The two biggest prospect names in B were Ryan Johansen, who mostly lined up with R.J. Umberger and Derek Dorsett, and Cam Atkinson. Both had some good moves in drills, but neither did anything to really stand out head and shoulders as they did against their peers in the prospect camp - but I think that's actually a good indication. Both are clearly approaching NHL level, but they're a work in progress. It's not surprising that on day 1, they might not stand out every shift. What I found encouraging, though, was the way I noticed each of them talking to their more experienced linemates - particularly Johansen spending a good bit of time with Umberger. I can't think of a better mentor for a young player looking to step into the NHL - not just because of his work ethic on the ice, but because of the way he's been so committed to the franchise and the community, and the quiet but intense drive to create a winning team that you can sense every time you talk to him.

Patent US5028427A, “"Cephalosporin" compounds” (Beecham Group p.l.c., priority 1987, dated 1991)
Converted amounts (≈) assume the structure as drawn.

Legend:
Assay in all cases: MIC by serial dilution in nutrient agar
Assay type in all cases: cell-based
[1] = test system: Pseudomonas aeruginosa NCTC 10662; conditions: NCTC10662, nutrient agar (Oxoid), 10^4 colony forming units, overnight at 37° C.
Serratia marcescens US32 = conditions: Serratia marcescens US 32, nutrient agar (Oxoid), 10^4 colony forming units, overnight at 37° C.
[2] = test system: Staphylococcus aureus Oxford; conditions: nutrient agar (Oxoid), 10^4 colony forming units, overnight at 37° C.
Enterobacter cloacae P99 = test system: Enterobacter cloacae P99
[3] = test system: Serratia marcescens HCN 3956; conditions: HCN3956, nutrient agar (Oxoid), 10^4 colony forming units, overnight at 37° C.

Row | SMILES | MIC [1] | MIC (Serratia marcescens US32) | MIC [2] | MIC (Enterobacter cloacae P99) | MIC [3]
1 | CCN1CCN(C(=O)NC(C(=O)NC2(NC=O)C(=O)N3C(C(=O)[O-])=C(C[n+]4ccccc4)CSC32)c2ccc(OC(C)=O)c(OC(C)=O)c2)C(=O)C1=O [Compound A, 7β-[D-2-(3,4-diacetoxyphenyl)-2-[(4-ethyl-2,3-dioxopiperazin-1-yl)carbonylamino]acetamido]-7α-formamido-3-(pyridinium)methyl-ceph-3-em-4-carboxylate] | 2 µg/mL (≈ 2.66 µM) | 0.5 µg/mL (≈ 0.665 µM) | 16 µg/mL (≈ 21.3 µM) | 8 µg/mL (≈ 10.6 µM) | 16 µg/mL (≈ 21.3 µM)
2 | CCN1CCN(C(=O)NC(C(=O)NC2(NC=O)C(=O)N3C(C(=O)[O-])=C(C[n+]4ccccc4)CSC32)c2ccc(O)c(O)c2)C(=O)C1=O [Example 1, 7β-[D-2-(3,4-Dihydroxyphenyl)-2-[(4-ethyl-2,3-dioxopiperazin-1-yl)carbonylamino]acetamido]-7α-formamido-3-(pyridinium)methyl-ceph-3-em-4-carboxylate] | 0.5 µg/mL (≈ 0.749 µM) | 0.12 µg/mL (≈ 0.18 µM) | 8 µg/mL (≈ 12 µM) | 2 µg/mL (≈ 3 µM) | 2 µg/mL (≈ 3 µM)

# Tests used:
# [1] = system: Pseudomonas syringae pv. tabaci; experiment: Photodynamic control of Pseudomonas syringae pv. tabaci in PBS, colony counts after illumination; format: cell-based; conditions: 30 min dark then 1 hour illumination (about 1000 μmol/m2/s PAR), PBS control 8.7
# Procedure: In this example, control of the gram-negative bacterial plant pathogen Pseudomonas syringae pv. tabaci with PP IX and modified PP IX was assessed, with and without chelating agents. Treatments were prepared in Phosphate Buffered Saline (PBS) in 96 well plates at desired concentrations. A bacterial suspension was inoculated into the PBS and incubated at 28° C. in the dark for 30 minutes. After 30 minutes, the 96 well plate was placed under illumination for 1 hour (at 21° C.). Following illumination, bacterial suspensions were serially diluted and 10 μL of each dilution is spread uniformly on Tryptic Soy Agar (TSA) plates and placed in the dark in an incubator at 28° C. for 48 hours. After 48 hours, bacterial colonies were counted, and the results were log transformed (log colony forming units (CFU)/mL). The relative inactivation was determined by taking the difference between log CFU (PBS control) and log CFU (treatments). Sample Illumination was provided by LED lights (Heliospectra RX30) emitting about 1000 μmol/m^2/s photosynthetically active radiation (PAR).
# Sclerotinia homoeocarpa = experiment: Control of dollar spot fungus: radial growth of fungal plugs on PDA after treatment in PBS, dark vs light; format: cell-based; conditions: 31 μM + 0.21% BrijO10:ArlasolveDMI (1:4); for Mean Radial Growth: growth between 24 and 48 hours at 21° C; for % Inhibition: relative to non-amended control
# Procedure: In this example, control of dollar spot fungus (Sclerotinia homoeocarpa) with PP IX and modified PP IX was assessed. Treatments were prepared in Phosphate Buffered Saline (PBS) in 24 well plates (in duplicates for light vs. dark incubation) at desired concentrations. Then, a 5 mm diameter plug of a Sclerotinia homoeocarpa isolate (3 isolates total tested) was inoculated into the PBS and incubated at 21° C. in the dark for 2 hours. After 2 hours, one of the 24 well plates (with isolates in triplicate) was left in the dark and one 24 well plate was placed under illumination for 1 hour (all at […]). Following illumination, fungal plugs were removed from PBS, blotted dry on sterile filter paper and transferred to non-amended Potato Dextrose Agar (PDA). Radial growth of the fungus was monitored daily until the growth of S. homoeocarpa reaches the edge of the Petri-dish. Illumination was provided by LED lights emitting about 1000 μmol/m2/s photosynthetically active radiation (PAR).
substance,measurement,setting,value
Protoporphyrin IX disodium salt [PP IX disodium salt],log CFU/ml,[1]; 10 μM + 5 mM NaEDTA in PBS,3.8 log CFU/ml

Maksim Mayorov was also a group B member, and sporting a new number - he's changed from the 43 he wore in his callup last season to 8. Lower numbers are (generally) the mark of a player who will be staying with the main club rather than going down to the A. Is this, perhaps, a bit of a mental exercise to help himself play like a full time NHLer? A gesture from the club to recognize his strengthening play over the last few seasons? Hard to say, but I will give him credit - though he had a few slipups on the ice (in one case, literally, where he fell down twice during a drill), I was impressed by his bearing. It's hard to put into words, but Mayorov seemed to have a "hungry" attitude. He's a big bigger, physically, than I remember, but also seemed a bit leaner - I get the feeling he worked hard on his conditioning this offseason, and really wants to make a push for a spot on the club. He's certainly got a shot, but it will be a challenge. I wish him luck.